There are many tools in a singer-songwriter’s arsenal that help to create enduring albums, however, I remain certain that the epitome of these tools is the ability to take the simple and make it profound. Allison Weiss has this ability and her latest effort Say What You Mean does exactly what its title implies. Weiss and company offer up a no-gimmick album that is wrought with sincerity and illustrates Weiss’ uncanny ability to mix bouncy pop sensibilities, borderline misanthropy, and lovesick anthems that everybody can identify with.
The album begins with the recently popular “Making it Up,” whose companion 7” preceded Say What You Mean and rightfully garnered a fair share of hype. The song features Weiss’ airy guitar melodies, the group’s perfectly executed vocal harmonies and a carnival-esque synth that complements the band’s bouncy brand of power-pop.
With her D.I.Y. cred already well established, it’s no surprise that Weiss incorporates punk rock tendencies into her songs. Songs like “I Was an Island” and “Don’t Go” feature dissonant guitars and an incredibly strong backbone in Keith Sidorowicz’s drumming, but Weiss balances this musical fury with her tender voice that drips of pure passion and underscores the heartrending lyrics with a glimmer of hope. Lyrics like “I know it’s not healthy / but I’m kind of getting used to being sick / they don’t make cures for this” hit home precisely because of Weiss’ stunning voice that seems to offer sympathy to anybody who’s been ravaged by sadness.
Never one to shy away from the simplicity and sincerity associated with acoustic songs, Weiss sprinkles a few acoustic gems in the midst of an album dominated by indie rock jams featuring an electronic flair. The heartfelt “Wait for Me” pairs up Weiss and her guitar with a string section that is reminiscent of Pentimento’s “Subtle Words,” sans lap steel and distorted guitars. However the real treat of the album, trumping both acoustic and electric songs alike, is the album’s closing song “I’ll Be Okay,” in which she once again uses her moving singing voice, but interspersed with lines “sung” in her normal speaking voice that accentuate the realness of her words. She sings “And I am not sober / and I am not well / I thought you could tell. / You never could tell” in one of many lines that pulls at the listener’s heartstrings, demanding that her audience feel her pain. But, characteristic to the entire album, Weiss strives to find the silver lining, ending the song and album with the repeated line “I’ll be okay” that seems to come as naturally as breathing.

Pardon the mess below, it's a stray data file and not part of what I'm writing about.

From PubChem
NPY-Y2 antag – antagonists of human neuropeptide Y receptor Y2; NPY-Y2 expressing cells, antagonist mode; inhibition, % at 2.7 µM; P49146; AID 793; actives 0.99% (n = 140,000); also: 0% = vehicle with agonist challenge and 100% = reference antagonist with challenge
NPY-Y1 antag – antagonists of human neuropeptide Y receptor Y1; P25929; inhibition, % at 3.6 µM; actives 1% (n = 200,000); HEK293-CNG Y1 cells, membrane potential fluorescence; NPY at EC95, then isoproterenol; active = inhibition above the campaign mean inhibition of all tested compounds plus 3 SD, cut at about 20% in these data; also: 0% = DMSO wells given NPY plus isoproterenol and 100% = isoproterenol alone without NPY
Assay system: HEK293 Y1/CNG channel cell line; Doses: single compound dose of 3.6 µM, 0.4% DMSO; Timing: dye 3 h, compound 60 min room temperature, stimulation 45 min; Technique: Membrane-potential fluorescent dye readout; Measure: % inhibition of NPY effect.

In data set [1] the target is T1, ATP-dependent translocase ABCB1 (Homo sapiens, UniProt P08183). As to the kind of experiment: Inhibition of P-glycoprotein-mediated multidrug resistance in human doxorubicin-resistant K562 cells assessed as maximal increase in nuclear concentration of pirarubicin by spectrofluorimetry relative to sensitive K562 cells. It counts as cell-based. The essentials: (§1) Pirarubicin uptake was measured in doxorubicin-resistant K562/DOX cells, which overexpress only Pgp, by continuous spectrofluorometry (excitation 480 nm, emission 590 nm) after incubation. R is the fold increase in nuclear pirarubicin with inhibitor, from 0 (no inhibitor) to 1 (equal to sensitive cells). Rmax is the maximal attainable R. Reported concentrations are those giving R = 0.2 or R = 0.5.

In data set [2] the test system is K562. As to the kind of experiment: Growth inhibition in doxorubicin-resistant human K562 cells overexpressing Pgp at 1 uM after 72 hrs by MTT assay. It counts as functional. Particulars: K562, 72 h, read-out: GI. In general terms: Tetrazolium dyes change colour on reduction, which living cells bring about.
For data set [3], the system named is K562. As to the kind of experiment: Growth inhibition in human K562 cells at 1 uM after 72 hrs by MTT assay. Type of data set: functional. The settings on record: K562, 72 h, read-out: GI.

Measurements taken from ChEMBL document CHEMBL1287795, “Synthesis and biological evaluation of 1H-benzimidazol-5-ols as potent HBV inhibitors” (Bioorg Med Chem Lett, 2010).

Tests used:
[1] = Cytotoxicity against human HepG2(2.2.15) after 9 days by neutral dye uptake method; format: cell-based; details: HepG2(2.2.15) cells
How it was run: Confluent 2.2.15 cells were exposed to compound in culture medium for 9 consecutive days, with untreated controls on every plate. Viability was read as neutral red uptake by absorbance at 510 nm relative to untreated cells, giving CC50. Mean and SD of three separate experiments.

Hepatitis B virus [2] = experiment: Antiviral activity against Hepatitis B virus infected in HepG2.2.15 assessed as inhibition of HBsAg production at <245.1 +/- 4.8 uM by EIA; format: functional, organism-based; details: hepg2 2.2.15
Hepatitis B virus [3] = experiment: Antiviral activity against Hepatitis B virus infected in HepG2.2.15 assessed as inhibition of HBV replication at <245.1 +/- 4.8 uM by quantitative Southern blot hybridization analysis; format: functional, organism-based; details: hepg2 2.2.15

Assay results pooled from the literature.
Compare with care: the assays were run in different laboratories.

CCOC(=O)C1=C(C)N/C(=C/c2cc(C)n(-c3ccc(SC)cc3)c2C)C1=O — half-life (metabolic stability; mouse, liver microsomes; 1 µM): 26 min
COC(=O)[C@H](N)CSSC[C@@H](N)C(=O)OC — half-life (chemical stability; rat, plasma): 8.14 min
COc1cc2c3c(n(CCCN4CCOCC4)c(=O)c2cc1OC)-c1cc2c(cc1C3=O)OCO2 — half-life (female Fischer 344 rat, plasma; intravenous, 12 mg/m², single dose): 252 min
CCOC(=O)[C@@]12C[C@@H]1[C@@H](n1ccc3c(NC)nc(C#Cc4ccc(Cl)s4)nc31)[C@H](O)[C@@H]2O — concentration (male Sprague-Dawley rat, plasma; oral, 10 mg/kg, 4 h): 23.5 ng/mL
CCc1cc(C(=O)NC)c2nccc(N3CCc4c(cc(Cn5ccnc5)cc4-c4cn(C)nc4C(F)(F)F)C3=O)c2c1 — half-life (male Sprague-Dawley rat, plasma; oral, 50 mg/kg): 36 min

The album also features songs such as “One Way Love” and “Hole in Your Heart” that seem poised to find their way into many-a car radio this summer as Spring slowly creeps up and one is inclined to roll the windows down and jam out. Both of these songs are full of hooks and have a distinctly upbeat nature that will get the most reluctant music-lovers tapping their feet.
To categorize Say What You Mean as a solid album is to put it mildly. Allison Weiss has perfected her craft on this album and the secret won’t be safe for long. New fans are sure to flock to this release as the beginning of a newfound infatuation with a pizza-loving girl from Brooklyn who sings songs about her feelings in the most down-to-earth way